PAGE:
UPDATE: Forget that arbitration nonsense below, the Phillies just signed Blanton to a three-year, $24 million extension. And no, Cliff Lee would not have signed for that, so I suppose the Phillies are better off today than they were yesterday.
11:30 A.M.: Lost (by me anyway) in all of the arbitration stuff these past few days was the fact that Joe Blanton has asked for $10.25 million and the Phillies have countered with $7.5 million.
Deep Thought #1: If the Phillies are willing to pay Joe Blanton $7.5 million — and risk paying him $10.25 million — why weren’t they willing to pay Cliff Lee $9 million and deal Blanton for a reliever or something? Yeah, I know Lee walks next year, but if there is any team that should be in win-now mode it’s the the Phillies, and for the price of $1.5 million, they could have drastically-increased their chances of winning it all.
Deep Thought #2: Tim Lincecum was probably insulted by the Giants’ $8 million offer from the get-go, but I wonder how he reacted when he learned that he, a two-time Cy Young award winner, was offered a mere half million than Joe “basically average” Blanton?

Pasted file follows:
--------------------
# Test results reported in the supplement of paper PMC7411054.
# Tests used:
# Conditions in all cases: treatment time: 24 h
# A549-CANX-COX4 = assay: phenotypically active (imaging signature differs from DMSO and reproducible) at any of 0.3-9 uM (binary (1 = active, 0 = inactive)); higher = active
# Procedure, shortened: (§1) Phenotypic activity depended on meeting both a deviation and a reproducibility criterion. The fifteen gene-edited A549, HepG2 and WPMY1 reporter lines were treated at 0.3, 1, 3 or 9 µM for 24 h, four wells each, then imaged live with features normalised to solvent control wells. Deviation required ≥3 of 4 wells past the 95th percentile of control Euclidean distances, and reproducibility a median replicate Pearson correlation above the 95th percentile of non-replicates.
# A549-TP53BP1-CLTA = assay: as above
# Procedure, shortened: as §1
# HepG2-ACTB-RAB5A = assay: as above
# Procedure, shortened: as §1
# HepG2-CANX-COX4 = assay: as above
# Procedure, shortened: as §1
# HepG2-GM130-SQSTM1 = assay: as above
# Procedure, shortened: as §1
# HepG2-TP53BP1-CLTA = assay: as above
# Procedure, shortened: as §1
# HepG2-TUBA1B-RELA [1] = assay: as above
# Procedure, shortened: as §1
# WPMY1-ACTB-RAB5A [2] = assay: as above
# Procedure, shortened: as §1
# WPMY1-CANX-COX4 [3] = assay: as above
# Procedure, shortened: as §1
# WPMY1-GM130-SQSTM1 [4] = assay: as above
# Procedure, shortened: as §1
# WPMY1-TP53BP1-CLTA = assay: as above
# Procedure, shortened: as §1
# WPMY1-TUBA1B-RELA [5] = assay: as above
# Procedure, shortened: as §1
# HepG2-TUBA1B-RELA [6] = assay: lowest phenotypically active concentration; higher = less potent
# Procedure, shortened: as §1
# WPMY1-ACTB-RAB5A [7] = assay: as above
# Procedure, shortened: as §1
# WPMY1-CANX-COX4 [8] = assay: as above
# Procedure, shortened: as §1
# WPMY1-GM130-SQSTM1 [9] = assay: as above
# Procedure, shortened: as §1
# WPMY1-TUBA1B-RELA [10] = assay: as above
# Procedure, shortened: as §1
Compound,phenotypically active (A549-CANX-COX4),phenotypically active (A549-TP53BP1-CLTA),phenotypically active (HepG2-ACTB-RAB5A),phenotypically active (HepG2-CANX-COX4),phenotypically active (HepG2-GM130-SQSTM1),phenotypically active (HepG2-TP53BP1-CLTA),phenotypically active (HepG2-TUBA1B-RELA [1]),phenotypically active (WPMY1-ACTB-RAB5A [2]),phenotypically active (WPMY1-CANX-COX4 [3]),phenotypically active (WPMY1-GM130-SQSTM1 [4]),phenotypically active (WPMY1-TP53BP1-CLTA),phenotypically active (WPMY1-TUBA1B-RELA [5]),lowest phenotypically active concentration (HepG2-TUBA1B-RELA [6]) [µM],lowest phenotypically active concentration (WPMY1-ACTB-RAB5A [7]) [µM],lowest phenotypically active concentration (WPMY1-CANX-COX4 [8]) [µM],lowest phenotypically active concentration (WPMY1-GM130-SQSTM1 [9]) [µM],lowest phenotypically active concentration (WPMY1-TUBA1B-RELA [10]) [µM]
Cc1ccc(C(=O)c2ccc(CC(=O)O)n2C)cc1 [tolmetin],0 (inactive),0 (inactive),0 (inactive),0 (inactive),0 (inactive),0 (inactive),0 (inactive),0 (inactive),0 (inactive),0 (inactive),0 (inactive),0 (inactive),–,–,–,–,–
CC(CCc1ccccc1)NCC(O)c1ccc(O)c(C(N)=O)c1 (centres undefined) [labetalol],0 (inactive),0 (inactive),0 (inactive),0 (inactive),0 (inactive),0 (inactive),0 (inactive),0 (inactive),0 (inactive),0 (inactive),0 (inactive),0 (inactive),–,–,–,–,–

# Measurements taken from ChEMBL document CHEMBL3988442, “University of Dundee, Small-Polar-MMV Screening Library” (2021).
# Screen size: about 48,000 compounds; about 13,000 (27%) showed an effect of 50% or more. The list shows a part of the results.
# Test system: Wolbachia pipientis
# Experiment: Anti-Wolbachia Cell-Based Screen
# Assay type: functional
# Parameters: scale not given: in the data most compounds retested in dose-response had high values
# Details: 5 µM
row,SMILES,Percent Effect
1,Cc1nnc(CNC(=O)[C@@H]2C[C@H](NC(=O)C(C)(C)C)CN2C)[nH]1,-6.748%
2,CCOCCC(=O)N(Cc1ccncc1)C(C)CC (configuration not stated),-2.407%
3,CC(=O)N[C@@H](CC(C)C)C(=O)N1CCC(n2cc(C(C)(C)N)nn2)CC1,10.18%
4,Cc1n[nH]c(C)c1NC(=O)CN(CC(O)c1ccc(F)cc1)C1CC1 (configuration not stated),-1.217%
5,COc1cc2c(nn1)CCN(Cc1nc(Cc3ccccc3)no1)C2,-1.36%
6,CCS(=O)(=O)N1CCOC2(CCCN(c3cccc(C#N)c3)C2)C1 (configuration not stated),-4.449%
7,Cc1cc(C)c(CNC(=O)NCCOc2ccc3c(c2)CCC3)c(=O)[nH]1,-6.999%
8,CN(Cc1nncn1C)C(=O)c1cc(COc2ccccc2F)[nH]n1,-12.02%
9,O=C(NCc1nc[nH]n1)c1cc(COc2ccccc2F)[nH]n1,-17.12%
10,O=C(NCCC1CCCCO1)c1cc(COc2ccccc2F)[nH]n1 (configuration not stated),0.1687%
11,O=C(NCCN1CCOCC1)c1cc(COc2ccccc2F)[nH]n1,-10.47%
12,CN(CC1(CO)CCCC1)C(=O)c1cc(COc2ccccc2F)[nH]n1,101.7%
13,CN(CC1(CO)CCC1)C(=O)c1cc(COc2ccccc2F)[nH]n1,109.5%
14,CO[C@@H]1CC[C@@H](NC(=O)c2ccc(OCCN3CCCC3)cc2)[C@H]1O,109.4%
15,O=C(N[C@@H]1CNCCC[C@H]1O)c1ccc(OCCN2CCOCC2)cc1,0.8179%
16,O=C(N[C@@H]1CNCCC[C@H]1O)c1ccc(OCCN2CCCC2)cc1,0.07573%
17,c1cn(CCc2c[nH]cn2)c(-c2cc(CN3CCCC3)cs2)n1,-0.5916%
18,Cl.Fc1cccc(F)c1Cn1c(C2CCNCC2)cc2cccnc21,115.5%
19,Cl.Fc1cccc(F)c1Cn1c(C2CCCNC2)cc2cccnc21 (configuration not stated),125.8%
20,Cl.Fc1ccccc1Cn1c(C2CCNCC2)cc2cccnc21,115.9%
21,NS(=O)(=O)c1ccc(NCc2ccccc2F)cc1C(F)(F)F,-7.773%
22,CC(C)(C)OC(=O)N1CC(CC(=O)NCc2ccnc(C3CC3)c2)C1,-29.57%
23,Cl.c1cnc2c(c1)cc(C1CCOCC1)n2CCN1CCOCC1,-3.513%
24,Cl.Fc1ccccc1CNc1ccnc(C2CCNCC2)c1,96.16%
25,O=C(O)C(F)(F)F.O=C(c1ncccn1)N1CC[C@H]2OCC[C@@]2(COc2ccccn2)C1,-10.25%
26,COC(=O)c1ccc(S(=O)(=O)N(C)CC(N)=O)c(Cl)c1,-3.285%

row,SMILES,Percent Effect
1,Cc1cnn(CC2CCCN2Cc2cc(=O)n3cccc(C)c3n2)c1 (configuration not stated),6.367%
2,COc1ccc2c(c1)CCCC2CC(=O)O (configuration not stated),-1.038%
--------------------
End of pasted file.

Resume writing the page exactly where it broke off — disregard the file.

Former Red Sox right-hander Nathan Eovaldi is up for grabs this offseason, and Nick Cafardo of the Boston Globe says that as many as nine suitors are interested in bringing the righty aboard. While the Red Sox are eager to retain Eovaldi’s services after his lights-out performance during their recent postseason run, they’ll have to contend with the Brewers, Phillies, Braves, White Sox, Padres, Blue Jays, Giants, and Angels — all of whom are reportedly positioned to offer something for the starter this winter.
It wasn’t all smooth sailing for the 28-year-old in 2018, however. After losing his 2017 season to Tommy John surgery, he underwent an additional procedure to remove loose bodies from his right elbow in March and didn’t make his first appearance until the end of May. He was flipped for lefty reliever Jalen Beeks just prior to the trade deadline and finished his season with a combined 6-7 record in 21 starts, a 3.81 ERA, 1.6 BB/9, and 8.2 SO/9 through 111 innings.
Despite his numerous health issues over the last few years, Eovaldi raised his stock in October after becoming a major contributor during the Red Sox’ championship run. He contributed two quality starts in the ALDS and ALCS and returned in Games 1-3 of the World Series with three lights-out performances in relief — including a six-inning effort in the 18-inning marathon that was Game 3.
A frontrunner has yet to emerge for the righty this offseason, but Cafardo points out that the nine teams listed so far might just be the tip of the iceberg. Still, he won’t be the most sought-after starter on the market, as former Diamondbacks southpaw Patrick Corbin is expected to command an even bigger payday following his career-best 6.0-fWAR performance in 2018.